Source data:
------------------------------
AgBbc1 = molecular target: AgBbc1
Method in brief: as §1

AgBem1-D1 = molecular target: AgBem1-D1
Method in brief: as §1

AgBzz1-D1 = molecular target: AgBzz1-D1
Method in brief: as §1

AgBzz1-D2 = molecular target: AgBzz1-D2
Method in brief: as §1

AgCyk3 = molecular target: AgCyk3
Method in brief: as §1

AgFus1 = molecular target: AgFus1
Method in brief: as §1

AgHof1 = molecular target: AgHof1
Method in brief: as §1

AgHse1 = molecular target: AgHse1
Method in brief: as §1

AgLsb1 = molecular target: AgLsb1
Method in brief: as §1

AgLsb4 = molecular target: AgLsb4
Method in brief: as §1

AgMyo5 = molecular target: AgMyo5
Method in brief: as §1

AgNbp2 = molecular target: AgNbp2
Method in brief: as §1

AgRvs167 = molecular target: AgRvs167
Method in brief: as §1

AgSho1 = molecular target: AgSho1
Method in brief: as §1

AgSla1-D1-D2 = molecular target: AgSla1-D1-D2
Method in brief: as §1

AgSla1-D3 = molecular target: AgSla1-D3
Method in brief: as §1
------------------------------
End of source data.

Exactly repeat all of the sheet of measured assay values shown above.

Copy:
AgBbc1 = molecular target: AgBbc1
Method in brief: as §1

AgBem1-D1 = molecular target: AgBem1-D1
Method in brief: as §1

AgBzz1-D1 = molecular target: AgBzz1-D1
Method in brief: as §1

AgBzz1-D2 = molecular target: AgBzz1-D2
Method in brief: as §1

AgCyk3 = molecular target: AgCyk3
Method in brief: as §1

AgFus1 = molecular target: AgFus1
Method in brief: as §1

AgHof1 = molecular target: AgHof1
Method in brief: as §1

AgHse1 = molecular target: AgHse1
Method in brief: as §1

AgLsb1 = molecular target: AgLsb1
Method in brief: as §1

AgLsb4 = molecular target: AgLsb4
Method in brief: as §1

AgMyo5 = molecular target: AgMyo5
Method in brief: as §1

AgNbp2 = molecular target: AgNbp2
Method in brief: as §1

AgRvs167 = molecular target: AgRvs167
Method in brief: as §1

AgSho1 = molecular target: AgSho1
Method in brief: as §1

AgSla1-D1-D2 = molecular target: AgSla1-D1-D2
Method in brief: as §1

AgSla1-D3 = molecular target: AgSla1-D3
Method in brief: as §1